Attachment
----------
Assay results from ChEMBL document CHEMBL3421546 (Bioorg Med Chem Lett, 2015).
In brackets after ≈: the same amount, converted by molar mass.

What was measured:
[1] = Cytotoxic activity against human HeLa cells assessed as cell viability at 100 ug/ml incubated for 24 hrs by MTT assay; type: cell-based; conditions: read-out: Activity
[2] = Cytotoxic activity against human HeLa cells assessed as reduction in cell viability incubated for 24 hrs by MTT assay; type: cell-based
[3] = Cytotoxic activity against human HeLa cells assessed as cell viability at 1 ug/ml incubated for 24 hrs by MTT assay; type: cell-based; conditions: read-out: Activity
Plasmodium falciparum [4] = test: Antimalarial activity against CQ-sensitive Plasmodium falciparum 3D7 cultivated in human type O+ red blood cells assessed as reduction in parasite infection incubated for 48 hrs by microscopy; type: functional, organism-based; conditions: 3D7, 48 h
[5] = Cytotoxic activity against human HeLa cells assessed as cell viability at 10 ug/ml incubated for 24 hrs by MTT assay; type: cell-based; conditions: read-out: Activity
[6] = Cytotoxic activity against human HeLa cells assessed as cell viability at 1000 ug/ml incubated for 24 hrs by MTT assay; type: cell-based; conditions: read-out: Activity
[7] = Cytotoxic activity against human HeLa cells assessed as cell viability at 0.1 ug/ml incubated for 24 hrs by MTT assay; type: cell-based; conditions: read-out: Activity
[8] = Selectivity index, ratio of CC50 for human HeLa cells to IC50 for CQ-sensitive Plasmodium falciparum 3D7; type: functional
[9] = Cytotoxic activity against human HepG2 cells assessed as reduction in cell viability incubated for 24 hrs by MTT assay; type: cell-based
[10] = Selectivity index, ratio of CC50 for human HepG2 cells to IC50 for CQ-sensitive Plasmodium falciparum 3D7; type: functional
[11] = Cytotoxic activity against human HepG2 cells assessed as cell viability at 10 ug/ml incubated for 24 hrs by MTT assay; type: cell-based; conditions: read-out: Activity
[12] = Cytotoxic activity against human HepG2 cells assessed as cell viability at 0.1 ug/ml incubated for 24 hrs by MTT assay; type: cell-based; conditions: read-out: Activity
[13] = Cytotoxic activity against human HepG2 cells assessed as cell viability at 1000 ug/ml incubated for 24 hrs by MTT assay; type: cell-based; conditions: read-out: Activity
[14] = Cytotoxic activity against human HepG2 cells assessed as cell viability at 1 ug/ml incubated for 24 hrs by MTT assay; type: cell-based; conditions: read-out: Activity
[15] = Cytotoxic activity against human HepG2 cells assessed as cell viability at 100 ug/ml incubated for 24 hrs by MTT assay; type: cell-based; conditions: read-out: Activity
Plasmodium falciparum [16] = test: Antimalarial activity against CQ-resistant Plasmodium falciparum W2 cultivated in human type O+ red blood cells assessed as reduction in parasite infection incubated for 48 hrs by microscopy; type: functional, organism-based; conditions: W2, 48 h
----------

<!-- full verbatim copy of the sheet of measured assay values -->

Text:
Assay results from ChEMBL document CHEMBL3421546 (Bioorg Med Chem Lett, 2015).
In brackets after ≈: the same amount, converted by molar mass.

What was measured:
[1] = Cytotoxic activity against human HeLa cells assessed as cell viability at 100 ug/ml incubated for 24 hrs by MTT assay; type: cell-based; conditions: read-out: Activity
[2] = Cytotoxic activity against human HeLa cells assessed as reduction in cell viability incubated for 24 hrs by MTT assay; type: cell-based
[3] = Cytotoxic activity against human HeLa cells assessed as cell viability at 1 ug/ml incubated for 24 hrs by MTT assay; type: cell-based; conditions: read-out: Activity
Plasmodium falciparum [4] = test: Antimalarial activity against CQ-sensitive Plasmodium falciparum 3D7 cultivated in human type O+ red blood cells assessed as reduction in parasite infection incubated for 48 hrs by microscopy; type: functional, organism-based; conditions: 3D7, 48 h
[5] = Cytotoxic activity against human HeLa cells assessed as cell viability at 10 ug/ml incubated for 24 hrs by MTT assay; type: cell-based; conditions: read-out: Activity
[6] = Cytotoxic activity against human HeLa cells assessed as cell viability at 1000 ug/ml incubated for 24 hrs by MTT assay; type: cell-based; conditions: read-out: Activity
[7] = Cytotoxic activity against human HeLa cells assessed as cell viability at 0.1 ug/ml incubated for 24 hrs by MTT assay; type: cell-based; conditions: read-out: Activity
[8] = Selectivity index, ratio of CC50 for human HeLa cells to IC50 for CQ-sensitive Plasmodium falciparum 3D7; type: functional
[9] = Cytotoxic activity against human HepG2 cells assessed as reduction in cell viability incubated for 24 hrs by MTT assay; type: cell-based
[10] = Selectivity index, ratio of CC50 for human HepG2 cells to IC50 for CQ-sensitive Plasmodium falciparum 3D7; type: functional
[11] = Cytotoxic activity against human HepG2 cells assessed as cell viability at 10 ug/ml incubated for 24 hrs by MTT assay; type: cell-based; conditions: read-out: Activity
[12] = Cytotoxic activity against human HepG2 cells assessed as cell viability at 0.1 ug/ml incubated for 24 hrs by MTT assay; type: cell-based; conditions: read-out: Activity
[13] = Cytotoxic activity against human HepG2 cells assessed as cell viability at 1000 ug/ml incubated for 24 hrs by MTT assay; type: cell-based; conditions: read-out: Activity
[14] = Cytotoxic activity against human HepG2 cells assessed as cell viability at 1 ug/ml incubated for 24 hrs by MTT assay; type: cell-based; conditions: read-out: Activity
[15] = Cytotoxic activity against human HepG2 cells assessed as cell viability at 100 ug/ml incubated for 24 hrs by MTT assay; type: cell-based; conditions: read-out: Activity
Plasmodium falciparum [16] = test: Antimalarial activity against CQ-resistant Plasmodium falciparum W2 cultivated in human type O+ red blood cells assessed as reduction in parasite infection incubated for 48 hrs by microscopy; type: functional, organism-based; conditions: W2, 48 h